NEWS
December 29, 1991 | By Frederick Cusick, Inquirer Staff Writer
The Rev. Arthur R. McKinstry, 97, who married Lyndon and Lady Bird Johnson in 1931, eight years before becoming Episcopal bishop of Delaware, died of cancer Christmas Day at the Methodist Country House in Wilmington. He served as bishop of Delaware from 1939 until 1954, when he resigned because of what turned out to be a temporary bout of ill health. "He was always an optimist; thinking about others, staying ahead of everything," said James T. McKinstry, the bishop's older son. "He remained active until about two weeks before his death.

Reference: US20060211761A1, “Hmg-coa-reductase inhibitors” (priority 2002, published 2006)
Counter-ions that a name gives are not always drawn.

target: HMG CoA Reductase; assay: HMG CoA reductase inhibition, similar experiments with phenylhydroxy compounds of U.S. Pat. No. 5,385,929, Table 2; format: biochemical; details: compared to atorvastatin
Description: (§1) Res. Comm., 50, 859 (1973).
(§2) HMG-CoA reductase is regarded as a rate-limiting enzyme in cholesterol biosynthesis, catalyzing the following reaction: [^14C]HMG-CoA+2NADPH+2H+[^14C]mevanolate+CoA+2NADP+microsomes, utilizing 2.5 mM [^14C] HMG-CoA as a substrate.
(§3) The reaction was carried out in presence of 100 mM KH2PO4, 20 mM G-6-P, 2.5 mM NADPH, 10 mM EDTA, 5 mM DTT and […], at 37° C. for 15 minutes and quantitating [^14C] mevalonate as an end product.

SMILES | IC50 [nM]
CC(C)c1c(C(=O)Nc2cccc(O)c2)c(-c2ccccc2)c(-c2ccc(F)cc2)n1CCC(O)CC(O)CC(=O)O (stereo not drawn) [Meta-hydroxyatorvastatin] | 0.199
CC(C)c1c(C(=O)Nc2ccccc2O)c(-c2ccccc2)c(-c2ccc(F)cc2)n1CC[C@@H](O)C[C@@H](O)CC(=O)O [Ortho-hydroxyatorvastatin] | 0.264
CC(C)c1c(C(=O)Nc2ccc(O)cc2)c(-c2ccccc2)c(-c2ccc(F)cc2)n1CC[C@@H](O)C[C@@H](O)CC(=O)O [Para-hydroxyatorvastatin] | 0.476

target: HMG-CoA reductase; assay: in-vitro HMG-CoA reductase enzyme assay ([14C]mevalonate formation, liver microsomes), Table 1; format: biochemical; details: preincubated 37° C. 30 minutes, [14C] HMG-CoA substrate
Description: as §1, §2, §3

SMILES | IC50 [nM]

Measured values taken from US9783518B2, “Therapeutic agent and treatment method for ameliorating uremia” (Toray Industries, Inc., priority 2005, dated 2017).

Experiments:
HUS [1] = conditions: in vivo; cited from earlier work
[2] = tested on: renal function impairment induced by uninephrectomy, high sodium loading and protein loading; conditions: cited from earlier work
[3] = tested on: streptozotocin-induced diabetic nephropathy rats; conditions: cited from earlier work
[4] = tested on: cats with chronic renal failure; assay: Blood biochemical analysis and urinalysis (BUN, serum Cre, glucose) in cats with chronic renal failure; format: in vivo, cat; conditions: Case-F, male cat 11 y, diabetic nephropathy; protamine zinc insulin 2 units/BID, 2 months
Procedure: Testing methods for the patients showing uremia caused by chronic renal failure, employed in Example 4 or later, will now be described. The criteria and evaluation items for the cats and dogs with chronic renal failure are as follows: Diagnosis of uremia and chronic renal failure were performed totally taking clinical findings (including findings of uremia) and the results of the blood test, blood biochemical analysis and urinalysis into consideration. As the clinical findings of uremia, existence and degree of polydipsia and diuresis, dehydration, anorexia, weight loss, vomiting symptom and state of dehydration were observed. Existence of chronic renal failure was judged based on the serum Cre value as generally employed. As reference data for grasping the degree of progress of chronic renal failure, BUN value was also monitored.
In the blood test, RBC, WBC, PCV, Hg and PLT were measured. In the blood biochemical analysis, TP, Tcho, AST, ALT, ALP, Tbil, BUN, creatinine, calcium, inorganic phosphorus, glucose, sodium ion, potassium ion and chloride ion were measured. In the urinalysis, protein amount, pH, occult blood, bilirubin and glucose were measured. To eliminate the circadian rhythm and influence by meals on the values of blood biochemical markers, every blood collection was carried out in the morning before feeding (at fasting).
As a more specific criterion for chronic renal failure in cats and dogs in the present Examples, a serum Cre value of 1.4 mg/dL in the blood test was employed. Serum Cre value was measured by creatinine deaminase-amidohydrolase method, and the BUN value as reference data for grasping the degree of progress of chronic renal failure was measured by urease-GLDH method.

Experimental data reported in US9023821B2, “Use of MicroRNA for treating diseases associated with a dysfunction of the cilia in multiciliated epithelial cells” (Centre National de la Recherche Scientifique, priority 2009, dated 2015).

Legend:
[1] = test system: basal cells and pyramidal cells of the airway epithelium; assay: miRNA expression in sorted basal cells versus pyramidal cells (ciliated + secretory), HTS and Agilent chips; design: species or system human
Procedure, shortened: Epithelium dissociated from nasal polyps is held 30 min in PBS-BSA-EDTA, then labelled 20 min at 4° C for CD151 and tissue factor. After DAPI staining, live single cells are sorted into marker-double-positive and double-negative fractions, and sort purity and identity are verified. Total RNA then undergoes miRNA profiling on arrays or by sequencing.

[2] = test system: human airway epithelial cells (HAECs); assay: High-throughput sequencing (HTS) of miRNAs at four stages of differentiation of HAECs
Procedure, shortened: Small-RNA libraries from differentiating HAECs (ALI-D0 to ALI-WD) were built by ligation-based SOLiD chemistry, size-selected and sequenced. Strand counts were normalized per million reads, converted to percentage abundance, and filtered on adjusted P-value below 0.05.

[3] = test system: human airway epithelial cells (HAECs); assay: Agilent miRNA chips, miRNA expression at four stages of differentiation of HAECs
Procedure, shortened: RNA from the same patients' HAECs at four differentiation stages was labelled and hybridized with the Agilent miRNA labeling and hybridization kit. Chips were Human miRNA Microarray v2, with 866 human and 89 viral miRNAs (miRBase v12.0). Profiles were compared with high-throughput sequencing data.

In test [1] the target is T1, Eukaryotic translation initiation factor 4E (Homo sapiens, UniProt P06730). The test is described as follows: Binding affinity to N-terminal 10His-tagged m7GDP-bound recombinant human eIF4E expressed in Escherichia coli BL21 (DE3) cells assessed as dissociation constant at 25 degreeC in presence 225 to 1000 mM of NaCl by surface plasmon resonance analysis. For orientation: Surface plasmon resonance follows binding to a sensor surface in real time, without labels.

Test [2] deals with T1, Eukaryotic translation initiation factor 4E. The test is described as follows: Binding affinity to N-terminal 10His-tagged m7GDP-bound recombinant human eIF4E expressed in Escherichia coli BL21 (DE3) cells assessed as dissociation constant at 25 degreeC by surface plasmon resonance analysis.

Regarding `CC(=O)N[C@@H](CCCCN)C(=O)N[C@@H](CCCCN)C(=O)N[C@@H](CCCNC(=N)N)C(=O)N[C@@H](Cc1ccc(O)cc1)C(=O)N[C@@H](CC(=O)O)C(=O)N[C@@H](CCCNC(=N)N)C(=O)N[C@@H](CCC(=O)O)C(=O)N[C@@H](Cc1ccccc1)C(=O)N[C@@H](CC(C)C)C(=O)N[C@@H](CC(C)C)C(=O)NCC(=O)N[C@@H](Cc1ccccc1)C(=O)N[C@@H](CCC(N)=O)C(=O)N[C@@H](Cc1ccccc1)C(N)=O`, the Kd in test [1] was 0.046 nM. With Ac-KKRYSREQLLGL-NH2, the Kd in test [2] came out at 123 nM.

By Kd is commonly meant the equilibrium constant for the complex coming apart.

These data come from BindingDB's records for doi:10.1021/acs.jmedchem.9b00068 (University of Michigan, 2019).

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NEWS
November 2, 2012 | WASHINGTON POST
  WASHINGTON - Letitia Baldrige, who was social secretary to first lady Jacqueline Kennedy and also became known as a "doyenne of decorum" and chief arbiter of good manners in modern America, died Monday at the Sunrise at Fox Hill nursing facility in Bethesda, Md. She was 86. In a 1978 profile, Time magazine described Baldrige as a "superbly energetic amalgam of feminist and Tasteful Lady. " Decades before women talked about "having it all," and at a time when many of her female colleagues were afforded few professional opportunities, she embarked on a career that went from diplomacy to the White House to the top levels of business.
NEWS
December 14, 2009 | By Sally A. Downey INQUIRER STAFF WRITER